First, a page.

FRANKFORT, Ky. — State lawmakers voted to override Gov. Andy Beshear's vet of House Bill 9, funding public charter schools in the state.
What You Need To Know
- Lawmakers voted to override Gov. Andy Beshear's veto of HB9
- HB9 sets up a funding structure for public charter schools in the state
- It also implements a pilot program, requiring authorization of a charter school in Louisville and Northern Kentucky by 2023
- Charter schools have been legal in Kentucky for five years, but there are none in operation in the state
While charter schools have been legal in Kentucky for five years, there aren't any in operation here as there was not a clear funding mechanism until now. State lawmakers passed HB9 on March 29, but Gov. Beshear vetoed the bill on April 7.
Under HB9, taxpayer money would follow the child if they leave their school district to go to charter school.
That's what Gov. Beshear said he was concerned about, which is why he vetoed the bill.
“[Charter schools] take taxpayer dollars away from the already underfunded public schools in the Commonwealth," said Beshear.
HB9 also includes a pilot program, which requires authorization of a charter school in both Louisville and Northern Kentucky by 2023.
The National Alliance for Public Charter Schools defines charter school as unique public schools that are allowed the freedom to be more innovative while being held accountable for advancing student achievement. Since they are public schools, they have to meet the following three criteria:
- Be open to all children
- Do not charge tuition
- Do not have special entrance requirements
There currently are not any charter schools in operation in Kentucky, so Spectrum News went to New Albany, Indiana to check out one of the first charter schools in operation in that state. Community Montessori provides students with a different kind of learning option.
One of the difference is obvious from the start. There are no walls and doors on classrooms. It's all an open concept. In fact, they don't even call them doors. Instead, they prefer to call the open-concept rooms studios.
Director Barbara Fondren said the open concept goes along with the student-driven learning model.
“The focus is about them thinking about things they need to practice instead of teachers telling them what they need to do," said Fondren.
Shadowing teacher Kyle Herman, things look different than a traditional classroom. He doesn't stand up at the front of the room leading a lesson. Instead students work independently on a variety of topics, and he is there to meet one-on-one and offer support when needed.
“What they are learning is how to manage their own time, how to prioritize for themselves, how to take education into their own hands, how to make meaning out of their education and not just do it for the sake of earning a credit," said Herman.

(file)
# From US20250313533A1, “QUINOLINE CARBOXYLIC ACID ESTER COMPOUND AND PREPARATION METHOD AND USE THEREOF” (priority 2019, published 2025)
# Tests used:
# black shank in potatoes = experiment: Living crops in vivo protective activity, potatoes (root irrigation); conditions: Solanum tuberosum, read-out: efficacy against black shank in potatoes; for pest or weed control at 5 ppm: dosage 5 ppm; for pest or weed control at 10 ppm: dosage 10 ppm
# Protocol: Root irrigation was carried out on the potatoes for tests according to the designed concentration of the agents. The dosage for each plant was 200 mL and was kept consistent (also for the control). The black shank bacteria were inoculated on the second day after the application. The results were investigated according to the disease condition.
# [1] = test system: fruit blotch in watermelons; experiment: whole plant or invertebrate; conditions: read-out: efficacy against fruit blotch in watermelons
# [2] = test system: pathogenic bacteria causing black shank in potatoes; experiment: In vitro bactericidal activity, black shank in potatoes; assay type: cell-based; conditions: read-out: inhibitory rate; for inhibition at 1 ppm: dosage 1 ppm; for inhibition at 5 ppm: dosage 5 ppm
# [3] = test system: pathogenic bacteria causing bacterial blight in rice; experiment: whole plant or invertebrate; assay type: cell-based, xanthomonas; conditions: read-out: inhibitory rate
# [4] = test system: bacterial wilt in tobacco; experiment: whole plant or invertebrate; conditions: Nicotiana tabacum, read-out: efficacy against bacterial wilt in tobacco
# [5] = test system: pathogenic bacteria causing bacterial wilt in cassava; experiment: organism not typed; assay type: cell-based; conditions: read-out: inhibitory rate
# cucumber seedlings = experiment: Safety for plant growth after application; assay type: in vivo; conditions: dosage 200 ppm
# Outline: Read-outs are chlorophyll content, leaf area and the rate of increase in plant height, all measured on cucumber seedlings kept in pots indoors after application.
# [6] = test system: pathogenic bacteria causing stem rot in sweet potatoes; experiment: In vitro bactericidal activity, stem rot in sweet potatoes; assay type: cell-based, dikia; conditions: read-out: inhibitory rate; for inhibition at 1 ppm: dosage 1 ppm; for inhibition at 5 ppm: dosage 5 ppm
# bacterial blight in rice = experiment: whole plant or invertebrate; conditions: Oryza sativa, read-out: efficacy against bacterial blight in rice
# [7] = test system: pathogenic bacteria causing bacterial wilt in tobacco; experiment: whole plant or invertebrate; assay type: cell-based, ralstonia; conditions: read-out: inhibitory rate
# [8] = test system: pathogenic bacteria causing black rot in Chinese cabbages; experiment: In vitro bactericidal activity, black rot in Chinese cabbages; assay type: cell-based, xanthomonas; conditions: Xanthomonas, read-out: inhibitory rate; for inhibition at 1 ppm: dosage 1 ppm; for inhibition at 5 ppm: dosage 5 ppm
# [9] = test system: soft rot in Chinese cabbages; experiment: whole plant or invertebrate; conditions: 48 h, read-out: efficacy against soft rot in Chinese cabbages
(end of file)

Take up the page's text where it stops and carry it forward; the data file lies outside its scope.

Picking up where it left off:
Fondren had a background in traditional education, but became intrigued by the Montessori method, as it was a learning model she wanted for her kids. She started Community Montessori in the late 90s. For the first three years it was tuition-based as there was no other way to fund it.
Fondren said the typical Montessori school costs between $12,000-15,000 in tuition per year. She didn't love the idea of charging tuition, as she wants it to be accessible to students of all backgrounds.
She started advocating for charter schools in Indiana before it passed there in 2001. She knew then she needed to have a conversation with families who were enrolled in Community Montessori about the possibility of applying for a charter.
“The top of the pros list was tuition-free and families were just feeling like they had freedom, that this was something now that was attainable to anyone in the community," said Fondren.
The potential con for some is that charter schools have to abide by state standards for accountability. That comes along with standardized testing, which isn't typically included in the Montessori method.
"Standardized test scores was a hard process for us as a Montessori school. In our partnership with Ball State we were able to balance those things and not make it what we are. It’s just something that we do,” said Fondren.
Fondren has grown to see the Montessori method as a way of life. Not only did her kids graduate from here, but she has grandkids attending now too.
There are all different kinds of unique learning models in charter schools across the country. Montessori is just one example of how they can differ from traditional public schools.
As for effectiveness, a Stanford University study found charter schools can be beneficial for certain students. The study determined the typical student in urban area charter schools receive the equivalent of 40 additional days of learning in growth in math, and 28 in reading.
HB9 includes a pilot program component, which requires authorization of a charter school in both Louisville and Northern Kentucky by 2023.
Some groups have threatened to sue over this legislation, so there is potential for hold-ups amid possible legal challenges.